Meanwhile, Obama, then a state senator from Chicago, was campaigning for a U.S. Senate seat. On May 15 of that year, he made an unplanned stop at Galesburg’s Labor Temple, to talk with 25 local labor leaders. One was Wheeler, of United Steelworkers Local 2629.
When he got a chance with Obama, Wheeler sobbed as he told of his son’s need of a second transplant and expensive drugs. Obama promised to seek help via Medicare.
Two months later, die-hard Democrats Tim and Diana Wheeler flipped on their TV to see Obama address the Democratic National Convention, as John Kerry’s keynote speaker. A riveting speech bolstered his national gravitas, in part with the heartfelt plea, “We have more work to do. More work to do for the workers I met in Galesburg, Illinois, who are losing their union jobs. … More to do for the father that I met who was losing his job and choking back the tears, wondering how he would pay $4,500 a month for the drugs his son needs without the health benefits that he counted on.”
Stunned to tears, the Wheelers vowed to support Obama the next week at a Kewanee rally. Tim Wheeler approached Obama, who immediately said, “I want you to know: Every day I say a prayer for Marcus.” Thereafter, Obama would use the Wheeler story on the stump. Meanwhile, Tim Wheeler got a new job, at Cat, where insurance covered another two liver transplants for his son. In 2006, Obama’s “The Audacity of Hope” mentioned Galesburg several times, including the value of on-the-road encounters with people like the Wheelers: “Those were the stories you missed on a private jet at 40,000 feet.”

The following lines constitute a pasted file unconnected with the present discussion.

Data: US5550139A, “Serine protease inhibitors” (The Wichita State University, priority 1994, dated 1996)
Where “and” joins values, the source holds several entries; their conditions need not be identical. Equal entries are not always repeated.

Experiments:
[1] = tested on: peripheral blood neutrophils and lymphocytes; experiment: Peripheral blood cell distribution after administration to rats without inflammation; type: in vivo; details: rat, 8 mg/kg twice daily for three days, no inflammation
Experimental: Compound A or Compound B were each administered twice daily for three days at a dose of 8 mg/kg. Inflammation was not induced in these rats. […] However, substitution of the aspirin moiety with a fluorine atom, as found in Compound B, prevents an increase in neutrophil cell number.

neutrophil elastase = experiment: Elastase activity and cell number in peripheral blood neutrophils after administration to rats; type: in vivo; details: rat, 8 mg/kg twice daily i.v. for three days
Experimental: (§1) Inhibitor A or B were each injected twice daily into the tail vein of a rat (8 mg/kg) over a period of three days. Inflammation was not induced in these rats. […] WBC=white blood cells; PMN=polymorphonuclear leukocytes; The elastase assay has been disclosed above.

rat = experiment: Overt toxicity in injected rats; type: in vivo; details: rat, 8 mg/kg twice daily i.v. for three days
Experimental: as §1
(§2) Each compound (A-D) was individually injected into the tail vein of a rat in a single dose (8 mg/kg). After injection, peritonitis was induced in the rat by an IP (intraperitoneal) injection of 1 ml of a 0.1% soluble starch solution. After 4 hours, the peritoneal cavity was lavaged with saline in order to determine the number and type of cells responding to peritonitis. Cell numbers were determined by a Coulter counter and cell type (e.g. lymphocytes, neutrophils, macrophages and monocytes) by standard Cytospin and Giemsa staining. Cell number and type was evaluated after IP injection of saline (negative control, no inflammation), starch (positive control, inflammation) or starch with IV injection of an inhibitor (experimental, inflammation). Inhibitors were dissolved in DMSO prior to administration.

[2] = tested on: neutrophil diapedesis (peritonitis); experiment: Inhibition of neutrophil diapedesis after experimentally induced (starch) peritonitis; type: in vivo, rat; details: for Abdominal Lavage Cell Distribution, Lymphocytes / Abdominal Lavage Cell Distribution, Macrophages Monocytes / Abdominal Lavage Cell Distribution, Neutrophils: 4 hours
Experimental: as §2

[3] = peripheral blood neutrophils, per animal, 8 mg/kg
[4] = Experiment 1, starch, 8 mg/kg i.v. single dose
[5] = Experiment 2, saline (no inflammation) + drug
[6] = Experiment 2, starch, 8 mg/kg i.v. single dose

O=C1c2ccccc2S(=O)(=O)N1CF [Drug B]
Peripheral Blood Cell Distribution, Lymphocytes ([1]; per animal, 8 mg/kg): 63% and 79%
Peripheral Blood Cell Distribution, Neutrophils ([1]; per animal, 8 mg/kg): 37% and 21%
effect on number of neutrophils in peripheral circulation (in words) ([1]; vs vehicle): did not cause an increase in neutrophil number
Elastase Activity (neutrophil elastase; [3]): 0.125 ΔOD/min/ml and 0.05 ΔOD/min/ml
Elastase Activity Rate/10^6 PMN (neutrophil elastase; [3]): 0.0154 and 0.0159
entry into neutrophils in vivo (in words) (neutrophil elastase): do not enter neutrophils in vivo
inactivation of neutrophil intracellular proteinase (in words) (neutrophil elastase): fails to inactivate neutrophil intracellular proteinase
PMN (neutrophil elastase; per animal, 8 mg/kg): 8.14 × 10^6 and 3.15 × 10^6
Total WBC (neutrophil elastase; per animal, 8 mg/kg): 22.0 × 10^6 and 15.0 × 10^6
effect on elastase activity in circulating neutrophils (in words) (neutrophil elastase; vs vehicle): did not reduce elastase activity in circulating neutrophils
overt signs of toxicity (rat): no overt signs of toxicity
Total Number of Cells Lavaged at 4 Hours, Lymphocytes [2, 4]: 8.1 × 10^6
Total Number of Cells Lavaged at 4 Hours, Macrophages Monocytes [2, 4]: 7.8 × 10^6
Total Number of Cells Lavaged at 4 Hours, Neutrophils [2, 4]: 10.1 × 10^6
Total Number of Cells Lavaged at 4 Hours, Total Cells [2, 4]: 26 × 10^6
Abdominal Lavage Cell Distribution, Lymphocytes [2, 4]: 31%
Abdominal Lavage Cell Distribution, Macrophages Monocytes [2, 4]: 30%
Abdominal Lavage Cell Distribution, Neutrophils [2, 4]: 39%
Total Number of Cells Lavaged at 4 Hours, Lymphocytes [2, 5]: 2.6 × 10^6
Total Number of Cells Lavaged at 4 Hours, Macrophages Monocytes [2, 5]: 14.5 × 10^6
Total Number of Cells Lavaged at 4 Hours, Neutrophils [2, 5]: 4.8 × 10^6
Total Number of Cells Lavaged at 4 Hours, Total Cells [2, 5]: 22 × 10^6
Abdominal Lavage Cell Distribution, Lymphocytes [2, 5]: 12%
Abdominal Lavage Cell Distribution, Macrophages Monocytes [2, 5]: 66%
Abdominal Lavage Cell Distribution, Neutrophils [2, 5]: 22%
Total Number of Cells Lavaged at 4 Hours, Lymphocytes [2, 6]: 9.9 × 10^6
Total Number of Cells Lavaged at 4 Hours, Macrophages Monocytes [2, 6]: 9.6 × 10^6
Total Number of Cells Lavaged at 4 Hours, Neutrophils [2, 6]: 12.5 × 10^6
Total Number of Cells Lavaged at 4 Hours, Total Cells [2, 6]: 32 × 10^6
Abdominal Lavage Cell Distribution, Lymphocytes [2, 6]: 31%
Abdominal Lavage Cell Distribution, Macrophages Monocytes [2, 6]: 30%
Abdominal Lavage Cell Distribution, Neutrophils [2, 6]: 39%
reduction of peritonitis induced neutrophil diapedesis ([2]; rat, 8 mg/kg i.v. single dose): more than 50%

Later, they there were more meet-ups. When Marcus had treatment at the University of Chicago Hospitals, his dad met Michelle Obama in a hallway. She said her husband often prayed for the family. Later, as a U.S. senator, Obama gave a speech at the University of Illinois. Marcus Wheeler, en route to a bachelor’s degree in math, got a front-row seat. To start the speech, Obama mouthed, “Hi, Marcus.”
And in 2009, before Obama toured Cat here, Tim Wheeler was picked to join 200 workers to meet with Obama. Through the throng, the president summoned Wheeler for a few personal words for the first time since inauguration.
“How ya doing?” Wheeler asked.
“Oh,” Obama said with a grin, “I’ve been kinda busy these days.” ….
The photographer: I attended the final Colorado campaign stop that Barack Obama made on 01 Nov 2008, a few days prior to the election …. I actually cried taking this photograph.